5 Really Informative & Powerful Principles About Yoga Psychology

Today I want to delve into yoga physcology. Yoga is a physical, spiritual, and psychological practice. You can see the effects of all three of these in a robust practice. For example, we can see the spiritual effects of yoga as we grow closer in unity to the universe and mindfulness. The physical effects of yoga can be seen in released tension, improved flexibility and strength, and better physical alignment.

Just as yoga has numerous benefits on spirituality and the physical body (not just the few mentioned above!) there are psychological benefits to this practice as well. It really is a fully body, full mind experience that impacts every part of your life.

5 Really Informative & Powerful Principles About Yoga Psychology

There are five kleshas in yoga psychology. Kleshas means “poison” in sanskrit, and these are all physcological worries that poison our minds and keep us from health and happiness. I believe it’s important to recognize these poisons for what they are, so we can weaken and overcome them.

If we don’t know where the problem is coming from, how can we possibly stop it? We can keep treating the symptoms of the issue, or we can go to the cause of the disease and cure it. That’s precisely why I want to share my insight on yoga psychology, so we can begin to work on these deep-seated issues together.

Unrooting these issues won’t happen overnight (because shortcuts are short-term and don’t produce real results!)  but understanding is the first step to resolving them.

The 5 Kleshas

1. Avidya

At its core, this klesha is ignorance. It means contempt prior to investigation, or disliking something or someone before you even know them. Instead of seeking different opinions or listening to advice outside of your own thoughts, avidya is relying on only yourself. This can lead to spiritual ignorance, misapprehension, and lack of insight.


2. Asmita

This klesha is rooted in separateness. While it is good to be your own person, an overwhelming feeling of individuality and egoism can separate you from your community and the universe. Otherwise known as the I-feeling, it is the sense of “me, me, me”.

3. Raga

Raga is almost the opposite of asmita. Instead of being separated, raga is the problem of attachment. We are so passionate and involved with a specific cause, person, idea, expectation, that we become too engrossed in it. If a project fails, we fail. While passion is good, it is only beneficial up to a point. We need to release the outcome and our expectations so that we do not become deeply unhappy when things do not turn out as we expect.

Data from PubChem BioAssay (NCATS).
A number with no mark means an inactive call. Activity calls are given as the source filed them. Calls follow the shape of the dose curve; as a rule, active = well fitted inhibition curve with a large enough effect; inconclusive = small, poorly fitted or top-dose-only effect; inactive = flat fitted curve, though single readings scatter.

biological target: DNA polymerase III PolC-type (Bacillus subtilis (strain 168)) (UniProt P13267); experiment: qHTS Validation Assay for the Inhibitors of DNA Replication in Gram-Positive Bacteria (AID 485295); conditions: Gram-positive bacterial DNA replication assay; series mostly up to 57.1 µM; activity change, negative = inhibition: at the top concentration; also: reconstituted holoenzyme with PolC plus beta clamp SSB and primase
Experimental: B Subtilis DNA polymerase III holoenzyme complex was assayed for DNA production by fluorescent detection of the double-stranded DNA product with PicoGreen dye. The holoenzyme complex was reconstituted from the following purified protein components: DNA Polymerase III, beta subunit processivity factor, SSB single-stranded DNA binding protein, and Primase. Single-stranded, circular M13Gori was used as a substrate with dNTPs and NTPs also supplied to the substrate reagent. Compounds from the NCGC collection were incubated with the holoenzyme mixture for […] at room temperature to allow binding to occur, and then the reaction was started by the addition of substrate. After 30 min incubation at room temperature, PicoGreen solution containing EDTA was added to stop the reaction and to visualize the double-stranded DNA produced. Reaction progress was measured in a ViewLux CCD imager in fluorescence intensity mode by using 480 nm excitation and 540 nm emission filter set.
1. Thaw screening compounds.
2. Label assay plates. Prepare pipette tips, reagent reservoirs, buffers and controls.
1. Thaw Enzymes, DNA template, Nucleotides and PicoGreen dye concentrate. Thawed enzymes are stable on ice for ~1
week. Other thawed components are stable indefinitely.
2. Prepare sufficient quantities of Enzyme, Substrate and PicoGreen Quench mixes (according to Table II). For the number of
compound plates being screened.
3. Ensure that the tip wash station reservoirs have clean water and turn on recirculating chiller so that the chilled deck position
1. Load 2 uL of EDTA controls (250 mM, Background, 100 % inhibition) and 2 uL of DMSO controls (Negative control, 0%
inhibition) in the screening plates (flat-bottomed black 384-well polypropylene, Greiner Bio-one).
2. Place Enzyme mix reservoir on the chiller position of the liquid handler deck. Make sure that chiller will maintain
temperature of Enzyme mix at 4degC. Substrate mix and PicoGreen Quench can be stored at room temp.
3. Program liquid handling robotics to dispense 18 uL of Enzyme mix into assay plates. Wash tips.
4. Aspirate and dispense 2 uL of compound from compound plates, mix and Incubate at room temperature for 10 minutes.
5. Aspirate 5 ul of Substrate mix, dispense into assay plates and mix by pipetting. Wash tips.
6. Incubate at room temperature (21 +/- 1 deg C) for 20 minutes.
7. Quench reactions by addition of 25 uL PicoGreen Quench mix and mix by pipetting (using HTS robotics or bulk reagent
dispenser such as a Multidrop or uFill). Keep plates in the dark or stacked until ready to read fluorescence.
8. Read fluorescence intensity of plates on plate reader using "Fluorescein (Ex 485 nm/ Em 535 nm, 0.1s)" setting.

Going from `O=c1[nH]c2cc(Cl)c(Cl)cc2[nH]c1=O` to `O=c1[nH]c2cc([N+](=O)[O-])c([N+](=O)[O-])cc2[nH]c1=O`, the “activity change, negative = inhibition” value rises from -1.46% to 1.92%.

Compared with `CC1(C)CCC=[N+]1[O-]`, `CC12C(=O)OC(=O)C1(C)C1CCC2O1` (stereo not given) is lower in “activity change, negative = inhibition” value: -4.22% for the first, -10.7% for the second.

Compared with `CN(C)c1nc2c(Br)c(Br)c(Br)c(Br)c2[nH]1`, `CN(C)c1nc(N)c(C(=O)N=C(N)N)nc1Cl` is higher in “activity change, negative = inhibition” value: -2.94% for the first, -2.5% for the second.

4. Dvesha

Dvesha, also known as Dvesa and Dwesha, is the klesha of aversion. This is when our hearts become full of disgust and hatred. We lose sight of the beauty of the universe and our part in it because we are fixated on something or someone that we hate.

5. Abhinivesha (Abhinivesah, Abhinivesa)

Abhinivesha, or Abhinivesah or Abhinivesa, is the fear of death. We all have a will to live that resides deeply within us. However, unnecessary insecurity about our own mortality can consume our minds. By clinging to bodily life, we are losing sight of our spiritual being and the joy of the present moment.

How to Overcome the Kleshas

The kleshas are the essential tenets of yoga psychology. Understanding these kleshas are the first steps to overcoming them.

As a coach, I help my clients look past ignorance, what I refer to as a veil shielding us from shining brightly as our highest and truest selves, to find Vidya. Vidya is true wisdom and the highest understanding. By living with love, light, and peace, we can experience pure consciousness, and thus know and live in Vidya.

I encourage all my clients to begin to move daily.

A daily yoga practice that is repeated over and over again will have a dramatic impact on your life.

The discipline of moving daily will help weaken the kleshas.  

These obstacles want to tear us down, but daily movement gives us a chance to examine our own thought processes.

By focusing on a daily practice that we can control, instead of all the things we can’t, we can build up our mental and physical strength. Daily movement gives us a chance to address emotional and physical issues, and become stronger for it.

The kleshas are obstacles that must be faced (remember, there’s no use in a short cut!).

But you don’t have to face them alone.

I help people every day face their own kleshas. Using yoga physcology, I hold my clients accountable however they feel will be most effective. If that means texting every night for a month to ensure you got daily movement in, I’ll do it!

Are your worries taking over?

Let’s discuss your own kleshas and how we can divert your attention to healthier avenues of thought.



Mary Sabo